With vendors at every turn touting the benefits of Cloud services or SaaS solutions, sometimes it becomes difficult to discern just what parts of your company’s IT infrastructure will thrive in a hosted or Cloud infrastructure, and which components are most effective staying local / on-premise.  Cloud computing has experienced tremendous growth to be sure, but some specific solutions haven’t quite hit their mark yet.  For example, many industry-specific ERP systems have yet to display any proven benefit by being moved to a SaaS platform.

I have compiled some basic questions to help begin the process of determining a company’s readiness for migration of services to the Cloud.  In this article, I will avoid discussing industry-specific software, and remain focused on points like user security and device management.

  1. If my company has compliance requirements such as HIPAA, PCI, SOX, etc., does the cloud platform I’ve chosen meet those criteria? (Hint: If not, look elsewhere to find a third party solution that meets them before signing up, or consider keeping file management on-premise)
  2. What is the company hierarchy for security, and can the Cloud service candidates provide that same or similar structure? For example, should the sales team have access to the engineering teams files, and can my cloud platform support things like security groups and security audits for file access?
  3. What is the company password policy, and can I enforce multifactor authentication (MFA) using my current user database?  MFA is an important step in helping to better secure cloud platforms and mobile users.  Your cloud platform should be able to implement and enforce these features for the protection of your users and your company’s data.  Also, the ability to link up your local Active Directory with the Cloud platform’s user database is a huge help to managing accounts and security.
  4. If I plan to lean heavily upon mobile devices with my Cloud services, can my company standardize on a few devices or operating systems, i.e. COPE?  This is the best way to keep device management from spinning out of control, and causing a plethora of headaches trying to keep up with all the idiosyncrasies.  If you can’t enforce specific devices, you should at least lay out guidelines. For example, all laptops need to run a “Professional” level Microsoft operating system and have an Intel processor, or, all phones must be running Anroid version x.x or above.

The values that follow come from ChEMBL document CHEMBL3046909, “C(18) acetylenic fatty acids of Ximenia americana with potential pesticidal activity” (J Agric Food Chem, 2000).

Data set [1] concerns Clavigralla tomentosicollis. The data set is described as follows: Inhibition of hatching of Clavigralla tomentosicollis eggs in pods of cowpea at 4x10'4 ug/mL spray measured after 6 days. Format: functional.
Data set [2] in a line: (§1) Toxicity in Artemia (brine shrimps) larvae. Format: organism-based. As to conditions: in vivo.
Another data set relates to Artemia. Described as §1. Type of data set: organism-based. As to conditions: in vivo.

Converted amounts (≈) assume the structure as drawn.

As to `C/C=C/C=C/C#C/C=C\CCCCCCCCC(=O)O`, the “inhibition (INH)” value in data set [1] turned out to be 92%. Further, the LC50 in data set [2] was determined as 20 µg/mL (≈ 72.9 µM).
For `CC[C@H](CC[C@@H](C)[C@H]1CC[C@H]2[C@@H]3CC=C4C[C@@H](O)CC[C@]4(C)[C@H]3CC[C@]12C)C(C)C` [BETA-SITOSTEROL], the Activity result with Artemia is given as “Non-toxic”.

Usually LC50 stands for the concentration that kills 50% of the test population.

5. Are my mobile devices encrypted?  Though the idea with cloud services is to keep company data protected (and it is protected much better than on-premise, in most cases), it is difficult to police users who either inadvertently or deliberately copy files to their local hard drives.  To mitigate the threat of data theft or loss, use encrypted drives and remote wipe technology.
  6. Are my devices monitored?  Mobile devices and cloud-based software are perfectly matched for enabling employees to stay productive wherever they are, but it’s the devices themselves that can become hard to manage.  A solid MDM system can keep track of these valuable company assets, and make sure they are up-to-date and secure.

These questions merely scratch the service of an overall Cloud readiness discovery process, but they should help to get the gears turning as you begin to weigh your options.  As always, an experienced cloud broker or IT consultant can help you discover the best overall fit for your business and budget.